The transformer 50 is also connected to the input amplifier 36 through a decoupling capacitor 55. The decoupling capacitor 55 isolates the transformer 50 from any DC component from the input of the operational amplifier 66. The input amplifier 36 comprises four resistors 56, 58, 60, 62, a second decoupling capacitor 64, and an operational amplifier 66. The first resistor 56 is connected between the decoupling capacitor 55 and the inverting input of the operational amplifier 66. The second resistor 58 is connected between the output and the inverting input of the operational amplifier 66. The first and second resistors 56, 58 form a voltage divider that determines the gain of the input amplifier 36.
The third and fourth resistors 60, 62 determine the operating current in the active and passive modes of operation of the interface 12. The fourth resistor 62 is connected between the biasing terminal of the operational amplifier 66 and ground, and determines the operating current during the passive mode. The third resistor 60 is connected to the biasing terminal of the operational amplifier 66 and the output of the one-shot 32. The third resistor 6 is effectively connected in parallel with the fourth resistor 66 during active modes of operation by the one-shot 32, thereby increasing the operating current. The second decoupling capacitor 64 is connected between the output of the operational amplifier 66 and the receiver 34.
The receiver 34 has additional components included therein so as to enhance its operation. As discussed in connection with FIG. 1, the volume control 20 allows the user to adjust the volume of the voice signal to a desired level. The volume control 20 is connected to ground through a variable resistor 102. A varistor 104 is also included to "clip" signal spikes in the receiver 34. The varistor 104 is connected in parallel with the receiver 34.
The output amplifier 38 is connected between the microphone 28 and the switches 40. The output amplifier 38 comprises two decoupling capacitors 68, 70, four resistors 72, 74, 76, 78, and an operational amplifier 80. The decoupling capacitor 68 connects the microphone 28 to the resistor 72. The resistor 72 is, in turn, connected to the inverting input of the operational amplifier 80. The decoupling capacitor 70 is connected between the output of the operational amplifier 80 and the switches 40. Both capacitors 68, 70 serve to eliminate any DC components in the input and output signals to and from the operational amplifier 80, respectively. The resistor 74 is connected between the inverting input and the output of the operational amplifier 80. The two resistors 72, 74 form a voltage divider and determine the gain of the operational amplifier 80.
The third resistor 76 in the output amplifier 38 is connected between the bias terminal of the operational amplifier 80 and ground, and sets the bias current and power consumption during the passive mode. The last resistor 78 is connected between the bias terminal of the operational amplifier 80 and the output of the one-shot 32. The parallel combination of the third and fourth resistors 76, 78 determines the bias current and power consumption of the operational amplifier 80 during the active mode of operation.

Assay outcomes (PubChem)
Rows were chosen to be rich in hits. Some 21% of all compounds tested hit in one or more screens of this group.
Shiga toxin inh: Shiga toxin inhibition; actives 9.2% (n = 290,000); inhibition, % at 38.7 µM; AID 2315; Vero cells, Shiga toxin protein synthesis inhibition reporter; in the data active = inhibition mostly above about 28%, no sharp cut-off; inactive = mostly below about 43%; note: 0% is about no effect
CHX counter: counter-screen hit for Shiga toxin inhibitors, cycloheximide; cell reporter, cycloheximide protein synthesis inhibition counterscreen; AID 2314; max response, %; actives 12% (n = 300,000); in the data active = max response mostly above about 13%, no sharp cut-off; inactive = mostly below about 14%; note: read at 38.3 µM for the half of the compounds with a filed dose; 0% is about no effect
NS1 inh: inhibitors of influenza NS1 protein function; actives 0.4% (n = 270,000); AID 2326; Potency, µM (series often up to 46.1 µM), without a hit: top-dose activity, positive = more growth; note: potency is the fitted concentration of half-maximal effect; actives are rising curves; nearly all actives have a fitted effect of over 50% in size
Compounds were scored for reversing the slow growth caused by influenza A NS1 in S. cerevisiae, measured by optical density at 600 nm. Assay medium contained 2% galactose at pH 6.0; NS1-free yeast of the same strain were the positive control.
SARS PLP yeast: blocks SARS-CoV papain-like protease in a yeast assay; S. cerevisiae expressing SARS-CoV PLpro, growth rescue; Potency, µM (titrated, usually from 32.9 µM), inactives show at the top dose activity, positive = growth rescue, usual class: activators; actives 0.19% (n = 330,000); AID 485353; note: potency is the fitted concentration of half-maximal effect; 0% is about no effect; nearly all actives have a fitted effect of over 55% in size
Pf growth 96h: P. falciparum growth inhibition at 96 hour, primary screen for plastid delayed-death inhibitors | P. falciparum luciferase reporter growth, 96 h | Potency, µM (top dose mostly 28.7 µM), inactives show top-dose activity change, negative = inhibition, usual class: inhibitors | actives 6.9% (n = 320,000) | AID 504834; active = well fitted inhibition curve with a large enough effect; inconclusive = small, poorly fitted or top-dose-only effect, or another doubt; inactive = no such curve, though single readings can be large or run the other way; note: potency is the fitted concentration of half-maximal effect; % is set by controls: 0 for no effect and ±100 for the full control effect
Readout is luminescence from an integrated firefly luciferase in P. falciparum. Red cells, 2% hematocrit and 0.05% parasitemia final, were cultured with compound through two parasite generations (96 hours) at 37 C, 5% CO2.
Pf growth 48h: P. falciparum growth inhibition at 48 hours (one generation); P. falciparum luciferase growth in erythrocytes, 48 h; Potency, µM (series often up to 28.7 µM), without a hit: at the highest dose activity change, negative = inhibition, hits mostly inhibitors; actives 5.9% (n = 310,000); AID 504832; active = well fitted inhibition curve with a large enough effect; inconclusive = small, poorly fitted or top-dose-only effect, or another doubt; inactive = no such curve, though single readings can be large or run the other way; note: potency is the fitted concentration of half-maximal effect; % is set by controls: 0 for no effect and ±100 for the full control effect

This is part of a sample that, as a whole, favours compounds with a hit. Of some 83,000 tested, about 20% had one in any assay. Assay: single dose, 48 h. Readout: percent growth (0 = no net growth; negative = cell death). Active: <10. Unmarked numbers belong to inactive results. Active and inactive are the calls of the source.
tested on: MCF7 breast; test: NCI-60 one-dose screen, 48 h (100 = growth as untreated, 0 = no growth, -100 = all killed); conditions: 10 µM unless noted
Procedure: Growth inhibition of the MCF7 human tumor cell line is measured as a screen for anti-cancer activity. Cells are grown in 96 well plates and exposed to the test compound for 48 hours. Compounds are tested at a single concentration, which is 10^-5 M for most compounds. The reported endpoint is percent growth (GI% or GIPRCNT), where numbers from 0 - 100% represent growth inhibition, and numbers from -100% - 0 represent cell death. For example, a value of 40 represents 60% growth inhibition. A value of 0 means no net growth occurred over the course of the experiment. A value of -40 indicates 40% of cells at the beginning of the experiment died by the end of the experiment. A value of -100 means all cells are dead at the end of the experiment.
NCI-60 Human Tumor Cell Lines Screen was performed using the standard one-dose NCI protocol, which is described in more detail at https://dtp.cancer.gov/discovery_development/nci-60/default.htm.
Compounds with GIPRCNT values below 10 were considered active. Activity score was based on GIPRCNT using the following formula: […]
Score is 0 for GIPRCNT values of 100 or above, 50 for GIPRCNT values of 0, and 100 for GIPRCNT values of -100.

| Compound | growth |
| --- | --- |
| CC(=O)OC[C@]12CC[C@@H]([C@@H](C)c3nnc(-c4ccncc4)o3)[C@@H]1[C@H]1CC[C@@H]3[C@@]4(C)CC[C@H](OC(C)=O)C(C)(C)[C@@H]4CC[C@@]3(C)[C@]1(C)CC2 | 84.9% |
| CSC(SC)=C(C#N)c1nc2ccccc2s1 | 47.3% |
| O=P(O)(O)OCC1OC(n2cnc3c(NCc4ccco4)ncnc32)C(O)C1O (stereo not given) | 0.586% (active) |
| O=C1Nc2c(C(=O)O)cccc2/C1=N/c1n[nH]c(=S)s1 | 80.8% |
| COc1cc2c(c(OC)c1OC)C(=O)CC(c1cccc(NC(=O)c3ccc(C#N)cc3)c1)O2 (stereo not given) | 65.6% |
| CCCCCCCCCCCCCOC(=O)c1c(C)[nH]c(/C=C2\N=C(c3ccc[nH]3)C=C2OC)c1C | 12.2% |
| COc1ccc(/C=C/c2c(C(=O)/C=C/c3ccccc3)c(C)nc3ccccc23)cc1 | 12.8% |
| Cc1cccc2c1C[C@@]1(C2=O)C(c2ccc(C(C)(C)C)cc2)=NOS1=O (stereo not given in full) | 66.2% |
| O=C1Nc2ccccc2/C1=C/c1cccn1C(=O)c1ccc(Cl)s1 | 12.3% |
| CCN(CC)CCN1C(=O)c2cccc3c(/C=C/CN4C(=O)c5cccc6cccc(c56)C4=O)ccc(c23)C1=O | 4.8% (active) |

The impedance matching switches 40 comprise a plurality of switches 82, 84, 86, 88 serially connected to resistors 90, 92, 94. The resistor/switch combinations are connected in parallel. Any number of switches may be used, but four switches are shown for illustrative purposes. Alternatively, in another embodiment of the instant apparatus, a variable resistor (not shown) is substituted for the parallel arrangement of switches 82, 84, 86, 88 and resistors 90, 92, 94. The variable resistor allows the user to "dial in" the appropriate signal level to match the microphone signal level to the telephone equipment and to obtain a desired acoustic level.
The first switch 82 is connected between the output amplifier 38 and a set of output terminals 96 of the telephone interface device 12. The output terminals 96 form a portion of the cord 14 extending between the interface 12 and base unit. The first switch 82, when closed, provides a "straight path" for the maximum output signals. Thus, it alone is closed when the signal level produced by the operational amplifier 80 already matches the telephone network. This "match" typically occurs when the network is a carbon compatible type.
Alternatively, when the signal level expected by the telephone network does not match the signal level delivered by the microphone 28, one, or a combination of, the remaining switches is manually closed. The second switch 84 is connected in series with the resistor 90 between the output amplifier 38 and the output terminals 96 of the interface device 12. The third switch 84 and its associated resistor 92, along with the fourth switch 86 and its associated resistor 94, are connected in a similar fashion.
An additional resistor 98 forms a voltage divider with the resistors 90, 92, 94. The resistor 98 is connected across the output terminals 96. Thus, the voltage drop induced across the terminals 96 is a direct function of the combination of the resistors 90, 92, 94.
An additional decoupling capacitor 100 is connected in series with the resistor/switch combinations and the output terminals 96. The decoupling capacitor 100 eliminates any DC components of the signal delivered to the telephone network. A resistor 101 operates to allow a relatively small DC current to flow therethrough. This small DC current prevents the telephone base unit from being "fooled" into believing that the handset 18 is not connected thereto.